The life of double murderer Joseph Kekoa Manibusan will hang in the balance Thursday when his appellate attorney attacks his jury and judge before the California Supreme Court.
Oregon attorney David S. Adams will argue that now-retired Monterey County Judge Jonathan Price abused his discretion by rejecting a motion for a new trial in the face of a "progressive march" of "serious and ongoing" juror misconduct in Manibusan's capital murder trial.
That jury convicted Manibusan of the "thrill kills" of Monterey Institute of International Studies student Priya Matthews and Seaside mother Francis Olivo in a shooting spree that ended Feb. 1, 1998.
Matthews' fellow student Jennifer Aninger was critically wounded as she stood with her friend under the stars on Monterey Municipal Wharf No. 2.
Olivo was gunned down hours later on a Seaside street corner. She was a mother of six who struggled with drug addiction.
Manibusan did not speak to Olivo before he motioned her toward his car and shot her three times. He was driving earlier that evening when co-defendant Norman Willover gunned down the first two victims.
Matthews, 35, spoke five languages and was an attorney in Germany. Aninger, then 28 and a musician, was studying French and German translation at MIIS. The bullet in her brain robbed her of her sense of taste and smell.
According to testimony, Manibusan, Willover and two friends went hunting for people to rob that night. The friends testified against them in separate trials. Willover, who was 17 in 1998 and ineligible for the death penalty, was sentenced to life without possibility of parole.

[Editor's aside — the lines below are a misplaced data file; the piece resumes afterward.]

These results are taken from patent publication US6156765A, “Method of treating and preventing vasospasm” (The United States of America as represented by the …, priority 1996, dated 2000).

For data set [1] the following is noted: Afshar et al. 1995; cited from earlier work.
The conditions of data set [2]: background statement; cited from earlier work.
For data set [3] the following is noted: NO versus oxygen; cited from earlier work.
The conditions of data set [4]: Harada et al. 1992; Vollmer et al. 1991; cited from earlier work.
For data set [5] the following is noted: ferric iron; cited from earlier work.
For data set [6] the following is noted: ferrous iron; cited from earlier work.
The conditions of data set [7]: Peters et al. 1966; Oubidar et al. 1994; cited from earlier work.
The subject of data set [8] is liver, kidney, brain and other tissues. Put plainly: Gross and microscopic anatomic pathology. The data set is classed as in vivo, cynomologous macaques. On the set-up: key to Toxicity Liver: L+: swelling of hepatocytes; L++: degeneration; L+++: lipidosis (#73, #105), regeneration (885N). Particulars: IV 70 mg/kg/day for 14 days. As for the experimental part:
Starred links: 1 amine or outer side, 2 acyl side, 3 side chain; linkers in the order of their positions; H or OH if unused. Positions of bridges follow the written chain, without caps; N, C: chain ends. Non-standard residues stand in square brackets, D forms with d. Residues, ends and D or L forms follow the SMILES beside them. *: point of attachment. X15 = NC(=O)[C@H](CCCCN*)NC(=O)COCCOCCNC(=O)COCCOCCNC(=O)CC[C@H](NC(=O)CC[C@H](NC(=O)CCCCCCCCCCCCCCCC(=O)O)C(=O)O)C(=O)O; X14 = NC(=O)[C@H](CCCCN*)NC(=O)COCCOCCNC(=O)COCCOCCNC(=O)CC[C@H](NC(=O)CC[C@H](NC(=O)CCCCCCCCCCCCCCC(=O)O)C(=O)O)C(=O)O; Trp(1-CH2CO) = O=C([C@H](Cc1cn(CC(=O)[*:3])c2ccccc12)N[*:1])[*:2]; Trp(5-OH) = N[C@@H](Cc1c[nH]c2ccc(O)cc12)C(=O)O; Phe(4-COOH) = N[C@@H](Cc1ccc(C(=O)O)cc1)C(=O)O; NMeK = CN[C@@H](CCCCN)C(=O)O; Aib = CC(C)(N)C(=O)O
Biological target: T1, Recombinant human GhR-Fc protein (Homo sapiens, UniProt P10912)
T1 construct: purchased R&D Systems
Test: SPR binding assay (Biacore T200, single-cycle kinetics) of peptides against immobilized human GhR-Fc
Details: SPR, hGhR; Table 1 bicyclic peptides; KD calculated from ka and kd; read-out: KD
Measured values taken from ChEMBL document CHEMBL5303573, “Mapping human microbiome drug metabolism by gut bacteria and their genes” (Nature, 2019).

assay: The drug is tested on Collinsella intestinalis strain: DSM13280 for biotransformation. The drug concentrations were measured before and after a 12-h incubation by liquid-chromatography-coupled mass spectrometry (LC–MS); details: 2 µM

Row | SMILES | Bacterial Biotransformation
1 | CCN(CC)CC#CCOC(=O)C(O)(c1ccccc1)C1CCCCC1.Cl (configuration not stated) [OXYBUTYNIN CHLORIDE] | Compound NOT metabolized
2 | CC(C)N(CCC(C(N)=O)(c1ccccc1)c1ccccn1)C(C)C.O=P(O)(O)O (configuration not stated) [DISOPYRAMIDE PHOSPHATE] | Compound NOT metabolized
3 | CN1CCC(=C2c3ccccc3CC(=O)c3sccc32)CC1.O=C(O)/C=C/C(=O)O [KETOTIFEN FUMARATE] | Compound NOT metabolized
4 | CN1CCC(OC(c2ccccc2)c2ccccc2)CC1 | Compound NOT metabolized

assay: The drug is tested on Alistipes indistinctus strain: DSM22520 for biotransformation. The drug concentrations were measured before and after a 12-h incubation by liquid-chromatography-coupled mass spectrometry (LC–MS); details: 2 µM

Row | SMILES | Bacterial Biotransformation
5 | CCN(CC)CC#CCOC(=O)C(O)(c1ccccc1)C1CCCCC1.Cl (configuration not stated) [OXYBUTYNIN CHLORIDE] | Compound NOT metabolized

The jury recommended Manibusan, 19 when he committed the crimes, be executed. On Jan. 24, 2001, Price agreed and sentenced him to die by lethal injection.
In 462 pages of appellate briefs, Adams argues that Price and the jury failed to provide Manibusan a fair hearing in both the guilt and penalty phases of the trial. The judge, he said, had ample proof of jury misconduct and failed to investigate further or order a new trial.
Deputy Attorney General Alisha Carlile argued that Price adequately explored each objection raised by trial defenders Gene Martinez of Salinas and Larry Biegel of Monterey and concluded the jurors were impartial and unaffected by any inadmissible information they discussed.
The "progressive march of irregularity" began with a letter to the judge from the juror who would become jury forewoman, identified as Juror 58. The woman informed the judge she had recognized an observer who had come into the courtroom and later learned she was a friend of Manibusan's mother.
The juror said she and, particularly, her husband were concerned for their family's safety because her identity had been revealed to Manibusan's family. The letter asked that she be removed, but the woman later assured Price she could remain unbiased and wanted to stay on the jury. Over the objections of Martinez and Biegel, he let her.
The same juror later asked to be replaced as forewoman so her signature would not be on the verdict forms. At least one juror later confirmed that Juror 58 discussed her safety concerns in deliberations the day the panel rendered its guilty verdict.
Juror 58 eventually revealed she had talked about Manibusan, possibly during his trial, with a sheriff's deputy who had heard the defendant confess.
And in affidavits after their verdicts, multiple jurors said deliberations during the penalty phase included discussions regarding the fact Manibusan did not testify and descriptions by one juror, a prison counselor, of the living conditions of inmates sentenced to life without possibility of parole. Neither topic is admissible and jurors are warned to base deliberations only on the evidence presented.
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